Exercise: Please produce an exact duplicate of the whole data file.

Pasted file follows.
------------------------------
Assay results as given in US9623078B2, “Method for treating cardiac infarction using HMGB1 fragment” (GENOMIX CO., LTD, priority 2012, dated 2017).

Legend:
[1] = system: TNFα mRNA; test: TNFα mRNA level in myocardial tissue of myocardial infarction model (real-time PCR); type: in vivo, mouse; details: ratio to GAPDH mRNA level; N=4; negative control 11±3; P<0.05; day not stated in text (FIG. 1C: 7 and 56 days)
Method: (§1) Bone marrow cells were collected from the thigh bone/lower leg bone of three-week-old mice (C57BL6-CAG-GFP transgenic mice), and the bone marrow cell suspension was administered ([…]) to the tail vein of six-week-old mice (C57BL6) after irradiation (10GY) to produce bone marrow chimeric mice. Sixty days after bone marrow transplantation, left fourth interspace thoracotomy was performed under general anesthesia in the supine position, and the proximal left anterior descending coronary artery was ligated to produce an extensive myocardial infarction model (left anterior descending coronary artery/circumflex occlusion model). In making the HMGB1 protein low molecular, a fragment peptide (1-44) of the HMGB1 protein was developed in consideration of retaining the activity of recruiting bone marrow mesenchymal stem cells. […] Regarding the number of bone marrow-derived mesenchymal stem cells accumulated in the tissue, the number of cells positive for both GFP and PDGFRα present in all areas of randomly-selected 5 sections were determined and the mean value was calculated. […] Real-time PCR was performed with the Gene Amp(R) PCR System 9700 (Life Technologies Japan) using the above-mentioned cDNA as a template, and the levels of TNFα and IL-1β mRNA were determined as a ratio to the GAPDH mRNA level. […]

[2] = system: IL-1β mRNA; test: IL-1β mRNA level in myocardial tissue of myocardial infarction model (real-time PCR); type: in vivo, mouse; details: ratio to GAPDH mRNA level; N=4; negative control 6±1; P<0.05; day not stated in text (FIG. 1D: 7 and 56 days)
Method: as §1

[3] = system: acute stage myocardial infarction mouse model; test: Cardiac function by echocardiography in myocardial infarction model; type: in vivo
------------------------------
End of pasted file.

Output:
Assay results as given in US9623078B2, “Method for treating cardiac infarction using HMGB1 fragment” (GENOMIX CO., LTD, priority 2012, dated 2017).

Legend:
[1] = system: TNFα mRNA; test: TNFα mRNA level in myocardial tissue of myocardial infarction model (real-time PCR); type: in vivo, mouse; details: ratio to GAPDH mRNA level; N=4; negative control 11±3; P<0.05; day not stated in text (FIG. 1C: 7 and 56 days)
Method: (§1) Bone marrow cells were collected from the thigh bone/lower leg bone of three-week-old mice (C57BL6-CAG-GFP transgenic mice), and the bone marrow cell suspension was administered ([…]) to the tail vein of six-week-old mice (C57BL6) after irradiation (10GY) to produce bone marrow chimeric mice. Sixty days after bone marrow transplantation, left fourth interspace thoracotomy was performed under general anesthesia in the supine position, and the proximal left anterior descending coronary artery was ligated to produce an extensive myocardial infarction model (left anterior descending coronary artery/circumflex occlusion model). In making the HMGB1 protein low molecular, a fragment peptide (1-44) of the HMGB1 protein was developed in consideration of retaining the activity of recruiting bone marrow mesenchymal stem cells. […] Regarding the number of bone marrow-derived mesenchymal stem cells accumulated in the tissue, the number of cells positive for both GFP and PDGFRα present in all areas of randomly-selected 5 sections were determined and the mean value was calculated. […] Real-time PCR was performed with the Gene Amp(R) PCR System 9700 (Life Technologies Japan) using the above-mentioned cDNA as a template, and the levels of TNFα and IL-1β mRNA were determined as a ratio to the GAPDH mRNA level. […]

[2] = system: IL-1β mRNA; test: IL-1β mRNA level in myocardial tissue of myocardial infarction model (real-time PCR); type: in vivo, mouse; details: ratio to GAPDH mRNA level; N=4; negative control 6±1; P<0.05; day not stated in text (FIG. 1D: 7 and 56 days)
Method: as §1

[3] = system: acute stage myocardial infarction mouse model; test: Cardiac function by echocardiography in myocardial infarction model; type: in vivo